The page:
Disaccord spotted over fund diversion amidst FinMin and CAG
By Priti Kumari
The counterstatement of Finance Ministry on CAG's audit report over fund diversion firmly claims that the short crediting of GST compensation in CFI (Consolidated Fund of India) cannot be dubbed as "diversion ". The ministry affirmed that "the proceeds of cess collected and not transferred to designated accounts (public) would be transferred in subsequent years".
The assertion transpired by the Ministry at the time when CAG slammed the union government with erroneous retainment of Rs 47,272 crore of GST compensation in CFI in 2017-18 and 2018 -19 and used it for other government expenditures ushered to the overstatement of revenue receipts and understatement of fiscal deficit for the year. According to the CAG report tabled on the concluding day of this year's monsoon session of parliament, "the short crediting was a violation of the GST compensation cess Act, 2017.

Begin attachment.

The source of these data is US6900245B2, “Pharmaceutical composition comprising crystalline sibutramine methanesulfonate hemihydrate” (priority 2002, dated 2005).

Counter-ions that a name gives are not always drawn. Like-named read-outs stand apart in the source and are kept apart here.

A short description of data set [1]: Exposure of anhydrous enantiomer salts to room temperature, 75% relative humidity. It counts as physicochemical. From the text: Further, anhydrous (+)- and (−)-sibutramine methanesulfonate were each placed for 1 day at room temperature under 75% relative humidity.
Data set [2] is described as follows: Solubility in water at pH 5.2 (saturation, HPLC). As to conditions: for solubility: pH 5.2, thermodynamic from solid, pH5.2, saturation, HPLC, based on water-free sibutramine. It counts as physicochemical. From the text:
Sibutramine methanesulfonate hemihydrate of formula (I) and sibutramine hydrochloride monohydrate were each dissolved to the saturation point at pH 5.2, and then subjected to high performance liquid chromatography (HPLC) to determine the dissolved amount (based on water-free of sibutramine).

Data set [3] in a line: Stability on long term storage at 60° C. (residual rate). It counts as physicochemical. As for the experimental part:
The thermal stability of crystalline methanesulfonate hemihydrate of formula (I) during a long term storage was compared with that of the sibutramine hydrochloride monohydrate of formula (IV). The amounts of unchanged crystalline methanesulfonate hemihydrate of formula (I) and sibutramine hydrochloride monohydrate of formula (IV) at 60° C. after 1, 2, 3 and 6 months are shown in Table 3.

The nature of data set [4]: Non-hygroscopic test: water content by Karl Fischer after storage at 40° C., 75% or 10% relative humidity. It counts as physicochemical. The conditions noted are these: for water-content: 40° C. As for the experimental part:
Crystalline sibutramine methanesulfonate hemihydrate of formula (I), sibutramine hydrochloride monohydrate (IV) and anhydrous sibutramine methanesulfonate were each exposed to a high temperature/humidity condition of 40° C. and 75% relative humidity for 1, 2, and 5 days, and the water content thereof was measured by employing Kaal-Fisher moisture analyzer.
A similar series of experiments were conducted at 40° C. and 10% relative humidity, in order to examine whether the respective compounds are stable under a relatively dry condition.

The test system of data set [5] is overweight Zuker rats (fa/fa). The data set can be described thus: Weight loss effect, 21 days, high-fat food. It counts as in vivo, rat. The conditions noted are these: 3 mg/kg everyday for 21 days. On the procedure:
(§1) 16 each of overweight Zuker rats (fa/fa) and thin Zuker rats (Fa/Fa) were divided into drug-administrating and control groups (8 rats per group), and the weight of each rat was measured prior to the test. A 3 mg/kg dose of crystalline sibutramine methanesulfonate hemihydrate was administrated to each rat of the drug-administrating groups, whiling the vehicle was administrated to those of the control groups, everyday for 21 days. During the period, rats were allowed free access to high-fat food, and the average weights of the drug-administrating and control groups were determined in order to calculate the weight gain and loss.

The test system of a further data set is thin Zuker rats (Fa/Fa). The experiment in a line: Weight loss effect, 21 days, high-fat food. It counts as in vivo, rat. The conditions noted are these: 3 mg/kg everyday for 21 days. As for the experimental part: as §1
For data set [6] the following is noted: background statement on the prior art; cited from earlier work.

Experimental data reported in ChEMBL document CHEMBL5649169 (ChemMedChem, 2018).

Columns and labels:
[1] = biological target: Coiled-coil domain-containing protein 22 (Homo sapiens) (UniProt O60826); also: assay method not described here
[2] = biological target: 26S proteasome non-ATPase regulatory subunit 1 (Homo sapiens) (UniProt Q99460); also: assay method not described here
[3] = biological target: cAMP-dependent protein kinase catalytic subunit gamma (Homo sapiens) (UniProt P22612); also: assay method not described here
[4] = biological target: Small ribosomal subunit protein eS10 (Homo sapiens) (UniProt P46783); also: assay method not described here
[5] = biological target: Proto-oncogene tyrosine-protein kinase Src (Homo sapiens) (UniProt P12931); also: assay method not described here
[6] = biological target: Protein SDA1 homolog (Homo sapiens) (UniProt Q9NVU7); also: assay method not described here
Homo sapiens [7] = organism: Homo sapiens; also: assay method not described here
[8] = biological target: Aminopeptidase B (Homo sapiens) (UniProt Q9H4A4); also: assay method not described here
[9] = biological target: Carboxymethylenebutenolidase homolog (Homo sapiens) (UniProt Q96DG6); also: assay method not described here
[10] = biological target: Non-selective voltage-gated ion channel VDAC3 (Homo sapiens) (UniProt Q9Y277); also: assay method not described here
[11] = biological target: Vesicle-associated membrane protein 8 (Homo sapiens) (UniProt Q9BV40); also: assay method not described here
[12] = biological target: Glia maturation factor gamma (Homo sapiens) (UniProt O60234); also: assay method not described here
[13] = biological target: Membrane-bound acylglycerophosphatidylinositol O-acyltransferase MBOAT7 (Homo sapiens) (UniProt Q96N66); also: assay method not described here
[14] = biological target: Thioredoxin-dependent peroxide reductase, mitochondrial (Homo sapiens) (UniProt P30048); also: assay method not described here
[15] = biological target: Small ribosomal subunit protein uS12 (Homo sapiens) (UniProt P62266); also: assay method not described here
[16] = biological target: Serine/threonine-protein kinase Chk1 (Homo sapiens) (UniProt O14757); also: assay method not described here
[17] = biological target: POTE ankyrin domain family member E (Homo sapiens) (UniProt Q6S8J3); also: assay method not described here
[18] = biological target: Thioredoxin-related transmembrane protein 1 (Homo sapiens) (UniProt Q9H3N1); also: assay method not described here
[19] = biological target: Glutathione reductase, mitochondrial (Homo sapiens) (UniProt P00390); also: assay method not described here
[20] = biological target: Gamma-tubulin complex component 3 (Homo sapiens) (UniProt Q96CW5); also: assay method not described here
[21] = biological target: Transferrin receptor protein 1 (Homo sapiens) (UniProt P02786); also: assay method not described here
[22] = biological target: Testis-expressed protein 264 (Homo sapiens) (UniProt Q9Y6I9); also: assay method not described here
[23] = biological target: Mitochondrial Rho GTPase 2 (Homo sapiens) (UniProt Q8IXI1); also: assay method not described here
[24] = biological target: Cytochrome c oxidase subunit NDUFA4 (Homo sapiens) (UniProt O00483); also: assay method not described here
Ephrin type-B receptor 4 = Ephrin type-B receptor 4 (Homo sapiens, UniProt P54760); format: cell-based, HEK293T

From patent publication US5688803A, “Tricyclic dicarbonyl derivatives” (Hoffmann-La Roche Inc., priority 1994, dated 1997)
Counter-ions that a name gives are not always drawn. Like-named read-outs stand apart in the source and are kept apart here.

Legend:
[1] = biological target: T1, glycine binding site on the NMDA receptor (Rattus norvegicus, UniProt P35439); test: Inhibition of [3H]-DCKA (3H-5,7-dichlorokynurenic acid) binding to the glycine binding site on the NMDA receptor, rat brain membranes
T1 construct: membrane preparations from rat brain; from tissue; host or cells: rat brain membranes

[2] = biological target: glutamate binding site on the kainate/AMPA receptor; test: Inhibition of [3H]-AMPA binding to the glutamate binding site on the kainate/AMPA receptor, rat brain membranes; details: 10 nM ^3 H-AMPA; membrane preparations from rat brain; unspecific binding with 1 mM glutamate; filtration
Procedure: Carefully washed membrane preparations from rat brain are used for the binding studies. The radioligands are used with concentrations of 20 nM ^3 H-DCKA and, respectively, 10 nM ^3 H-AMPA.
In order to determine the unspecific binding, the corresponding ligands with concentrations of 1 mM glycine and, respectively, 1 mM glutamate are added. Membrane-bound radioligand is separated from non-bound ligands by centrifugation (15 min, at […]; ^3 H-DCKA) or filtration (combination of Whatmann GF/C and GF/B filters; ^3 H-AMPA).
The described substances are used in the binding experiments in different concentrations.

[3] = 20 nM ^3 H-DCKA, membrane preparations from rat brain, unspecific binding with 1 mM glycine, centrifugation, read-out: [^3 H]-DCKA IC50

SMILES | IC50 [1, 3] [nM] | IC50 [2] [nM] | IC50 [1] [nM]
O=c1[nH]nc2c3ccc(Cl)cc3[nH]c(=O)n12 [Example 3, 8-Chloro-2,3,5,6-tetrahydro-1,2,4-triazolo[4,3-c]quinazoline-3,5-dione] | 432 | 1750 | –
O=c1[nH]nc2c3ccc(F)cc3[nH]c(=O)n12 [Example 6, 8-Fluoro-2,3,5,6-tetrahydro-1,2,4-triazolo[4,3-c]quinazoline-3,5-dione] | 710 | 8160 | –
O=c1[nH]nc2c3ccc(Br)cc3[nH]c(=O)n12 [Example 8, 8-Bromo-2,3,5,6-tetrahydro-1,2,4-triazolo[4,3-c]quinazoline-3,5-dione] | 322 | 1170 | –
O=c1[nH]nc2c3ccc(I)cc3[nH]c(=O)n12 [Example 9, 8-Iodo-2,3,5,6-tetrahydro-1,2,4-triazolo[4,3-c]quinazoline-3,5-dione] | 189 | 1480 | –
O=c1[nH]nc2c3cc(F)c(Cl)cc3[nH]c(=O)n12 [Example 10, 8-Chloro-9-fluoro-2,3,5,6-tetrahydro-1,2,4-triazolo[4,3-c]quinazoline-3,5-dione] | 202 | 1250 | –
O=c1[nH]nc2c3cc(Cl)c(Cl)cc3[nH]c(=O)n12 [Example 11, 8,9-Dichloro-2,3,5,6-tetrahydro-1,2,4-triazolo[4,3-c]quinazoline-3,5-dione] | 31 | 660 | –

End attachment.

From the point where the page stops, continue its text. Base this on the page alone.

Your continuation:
The GST compensation cess Act, 2017 refers to the total cess garnered over a year is required to be credited to the public fund. In its way of detailing government's audit, CAG alleges that in the FY2018 -19 department of revenue hitherto transferred Rs 54,275 crore to the designated fund instead of 95,081 crores which were collected as the GST compensation during the same year. Other than the GST cess, the Road and Infrastructure cess, cess on crude oil, Universal service levy and National Mineral Trust levy were not transferred to their respective funds, CAG reported.
This bizarre circumstance demands transparency in India's federal structure. It's high time now to shift the government's "transparency "agenda from papers to superficies, to eradicate distrust in the governance.